Accessibility – Moderate+
Height: Approx 20′
Distance – 0.7 miles (out and back)
Beauty – 8
Photo rating – 8
Solitude – 9
GPS Info: LAT 35.0672 LONG -82.0642
Last Updated: 04/01/2017
Upper Silver Run Falls is the first of two waterfalls on this section of Silver Run Creek but certainly the lesser seen. Silver Run Falls is a tourist magnet but most either don’t know about the Upper Falls or they are put off by the means of accessing the trail. Silver Run Falls is easily accessed while the upper waterfall requires some added effort and is not suited for everyone. The 25 foot high Silver Run Falls is extremely popular due to its ease of access and its beauty. Access to both falls is via a gravel trail from a parking area on the side of SC107 in Cashiers NC.
The drive to Silver Run Falls from Brevard NC is a long one so plan your day accordingly. You can hit this one after Toxaway Falls or some of the sights on NC281 South or after a visit to the West side of Panthertown Vally. You pass over Toxaway Falls and Gorges is close to the intersection of US64 and NC281. From Brevard follow US64 West from Brevard to Cashiers NC. At the intersection with NC107, make a left and follow NC107 for about 4 miles to a large parking area on the left. The open expanse can accommodate half a dozen cars if everyone parks with this in mind. The trail descends from the parking right by the sign for Silver Run Falls. The gravel path winds through the forest, crossing a small footbridge before ending at the side of the falls. The trail to the right leads to the crowds. If you keep heading straight, adventure awaits.
My July 2016 hike to Upper Silver Run Falls actually began more than two years earlier in June of 2014, when I first climbed up to the trail. My then 5-year-old daughter watched me go and was incensed that I made the climb without her. My return was met with a teary-eyed admission, “but I wanted to climb the root ladder with you.” Thus. the legend of the “root ladder” was born. It came up on numerous hikes, daddy’s venturing into the unknown at the top of the mystical “root ladder”. I probably told Alana the story 50 times and she told it back to me twice that many. As I had previously obsessed over Looking Glass Rock, Yellowstone Falls and Dismal Falls, she was obsessed with the “root ladder.” Not a trip went by that she didn’t ask if we could return. I kept putting off, resolute in the believe that she would get halfway into it and chicken out. I knew there was no way she would go through with it. Saying I want to do it and actually doing it are two entirely different things.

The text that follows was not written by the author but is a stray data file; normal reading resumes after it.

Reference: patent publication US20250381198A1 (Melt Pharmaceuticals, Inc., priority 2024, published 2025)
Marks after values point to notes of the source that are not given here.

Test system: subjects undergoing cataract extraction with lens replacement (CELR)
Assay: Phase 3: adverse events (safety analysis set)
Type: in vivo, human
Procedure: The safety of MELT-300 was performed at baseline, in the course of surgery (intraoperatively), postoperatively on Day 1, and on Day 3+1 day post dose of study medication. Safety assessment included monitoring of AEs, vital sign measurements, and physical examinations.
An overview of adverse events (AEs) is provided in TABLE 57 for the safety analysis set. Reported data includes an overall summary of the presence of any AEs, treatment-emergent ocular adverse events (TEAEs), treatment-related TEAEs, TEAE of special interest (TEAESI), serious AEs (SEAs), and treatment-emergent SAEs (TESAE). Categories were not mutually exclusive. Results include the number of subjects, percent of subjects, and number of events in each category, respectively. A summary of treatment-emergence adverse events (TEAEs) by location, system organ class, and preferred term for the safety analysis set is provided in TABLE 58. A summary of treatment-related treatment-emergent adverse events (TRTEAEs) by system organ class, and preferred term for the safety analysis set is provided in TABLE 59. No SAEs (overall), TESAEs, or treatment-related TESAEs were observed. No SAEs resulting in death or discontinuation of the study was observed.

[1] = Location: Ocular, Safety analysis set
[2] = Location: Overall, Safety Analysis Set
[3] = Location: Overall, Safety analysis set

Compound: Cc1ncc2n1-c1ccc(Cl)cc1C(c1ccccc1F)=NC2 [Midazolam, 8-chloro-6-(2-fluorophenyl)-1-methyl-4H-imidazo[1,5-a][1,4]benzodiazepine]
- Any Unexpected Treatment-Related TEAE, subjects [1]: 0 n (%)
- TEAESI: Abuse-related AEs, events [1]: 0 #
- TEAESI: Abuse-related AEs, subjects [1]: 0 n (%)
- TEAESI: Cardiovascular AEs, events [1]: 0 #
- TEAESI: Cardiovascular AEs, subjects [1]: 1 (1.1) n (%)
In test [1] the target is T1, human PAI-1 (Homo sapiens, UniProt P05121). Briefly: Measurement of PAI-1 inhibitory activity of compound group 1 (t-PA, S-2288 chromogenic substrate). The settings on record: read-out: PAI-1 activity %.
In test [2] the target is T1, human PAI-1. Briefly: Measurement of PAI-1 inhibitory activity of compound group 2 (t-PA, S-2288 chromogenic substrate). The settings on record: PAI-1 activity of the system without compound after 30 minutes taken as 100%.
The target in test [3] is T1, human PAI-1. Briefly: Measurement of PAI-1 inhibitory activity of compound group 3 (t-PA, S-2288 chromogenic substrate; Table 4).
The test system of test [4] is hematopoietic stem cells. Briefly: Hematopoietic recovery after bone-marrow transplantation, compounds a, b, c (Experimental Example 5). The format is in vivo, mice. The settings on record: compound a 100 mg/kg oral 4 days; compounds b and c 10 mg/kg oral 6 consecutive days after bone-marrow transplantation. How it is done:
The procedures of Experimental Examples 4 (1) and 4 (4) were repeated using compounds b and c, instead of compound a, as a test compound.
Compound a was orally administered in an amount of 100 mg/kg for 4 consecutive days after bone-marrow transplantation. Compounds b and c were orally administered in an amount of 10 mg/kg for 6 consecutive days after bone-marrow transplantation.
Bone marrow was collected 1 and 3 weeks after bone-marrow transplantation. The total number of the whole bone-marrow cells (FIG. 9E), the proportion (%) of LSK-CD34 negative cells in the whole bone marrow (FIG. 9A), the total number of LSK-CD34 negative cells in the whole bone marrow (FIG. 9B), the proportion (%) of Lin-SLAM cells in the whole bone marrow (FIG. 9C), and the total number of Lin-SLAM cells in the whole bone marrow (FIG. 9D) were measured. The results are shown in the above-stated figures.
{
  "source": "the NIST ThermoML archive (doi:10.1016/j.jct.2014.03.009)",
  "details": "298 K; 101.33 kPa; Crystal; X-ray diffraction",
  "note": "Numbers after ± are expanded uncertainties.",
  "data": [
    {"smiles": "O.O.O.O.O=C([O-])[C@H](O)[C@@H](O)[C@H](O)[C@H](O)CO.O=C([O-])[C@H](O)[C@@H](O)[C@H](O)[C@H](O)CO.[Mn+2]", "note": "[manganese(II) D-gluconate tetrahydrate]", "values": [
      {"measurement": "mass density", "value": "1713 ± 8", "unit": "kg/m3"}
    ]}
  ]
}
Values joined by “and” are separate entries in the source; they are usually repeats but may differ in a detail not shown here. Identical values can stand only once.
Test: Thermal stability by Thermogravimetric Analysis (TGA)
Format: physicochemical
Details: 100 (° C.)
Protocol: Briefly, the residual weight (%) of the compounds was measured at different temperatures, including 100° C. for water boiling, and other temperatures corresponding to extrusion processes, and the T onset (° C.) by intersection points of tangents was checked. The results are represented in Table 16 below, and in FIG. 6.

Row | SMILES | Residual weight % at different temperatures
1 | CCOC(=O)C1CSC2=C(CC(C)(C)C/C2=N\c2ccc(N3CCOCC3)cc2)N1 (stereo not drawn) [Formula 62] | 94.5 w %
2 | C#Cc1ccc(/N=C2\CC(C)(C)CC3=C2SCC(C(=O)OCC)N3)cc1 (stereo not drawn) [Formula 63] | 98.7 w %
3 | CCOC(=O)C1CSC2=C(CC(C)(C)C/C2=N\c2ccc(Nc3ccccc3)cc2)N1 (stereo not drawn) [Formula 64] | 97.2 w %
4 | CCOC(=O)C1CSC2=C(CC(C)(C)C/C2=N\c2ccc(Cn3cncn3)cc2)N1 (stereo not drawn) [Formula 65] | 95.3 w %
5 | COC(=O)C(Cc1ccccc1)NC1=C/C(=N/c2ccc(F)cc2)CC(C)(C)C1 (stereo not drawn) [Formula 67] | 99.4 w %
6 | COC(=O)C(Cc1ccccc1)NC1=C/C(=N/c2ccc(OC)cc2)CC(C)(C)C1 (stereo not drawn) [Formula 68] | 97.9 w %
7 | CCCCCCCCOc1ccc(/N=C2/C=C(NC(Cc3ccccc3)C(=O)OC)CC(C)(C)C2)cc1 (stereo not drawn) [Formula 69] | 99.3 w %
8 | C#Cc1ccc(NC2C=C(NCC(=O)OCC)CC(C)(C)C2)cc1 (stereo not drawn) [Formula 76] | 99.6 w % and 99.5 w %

In July of 2016 we returned and she proved me wrong. She followed her cousin Libby to the top without missing a beat. I stayed close behind to prevent an incident but there wasn’t a hint of a misstep. She didn’t finch on the way up or down. I was even told on the way down that she didn’t need my help. It was one of the happiest hiking moments when she gave me a huge hug as we stood in front of Upper Silver Run Falls and told me ‘thank you.’
When you’re ready, leave Silver Run Falls, make a right. Head toward the cliff face that is an extension of the waterfall. The ground is almost exclusively exposed roots so walk with caution. The trail will appear to dead end against the cliff but if you look closely you will see a series of exposed roots on the rock face. This is what Alana dubbed “the root ladder” back in 2014. To get to Upper Silver Run Falls, you need to scale “the root ladder”. It’s maybe 15-18 feet high but the roots are spaced perfectly for climbing. Even the way down isn’t so bad and I hate heights. Just think about it before you ascend.
At the top of the climb a trail meanders upstream to the waterfall less than 0.1 of a mile away. The rhodos are thick up here and there are plenty of briers. The trail is traveled enough that it is obvious and easy to follow. Near the falls the trail splits. The right branch goes down to the falls and the left ascends to a remote campsite. There is some downfall and clutter making it hard to get into the pool below the falls. The view of the falls is further complicated by a collection of three small trees that fell over into the pool. In my August 2017 photo I’m backed up against the downfall. The pics from last year are from much further downstream. You’ll have to walk through the creek to get to the exposed rocks in front of the falls. If you make the hike, you will be rewarded with a great view and privacy even if there are 20 people down below as their was when we were there on a Sunday in July of 2016.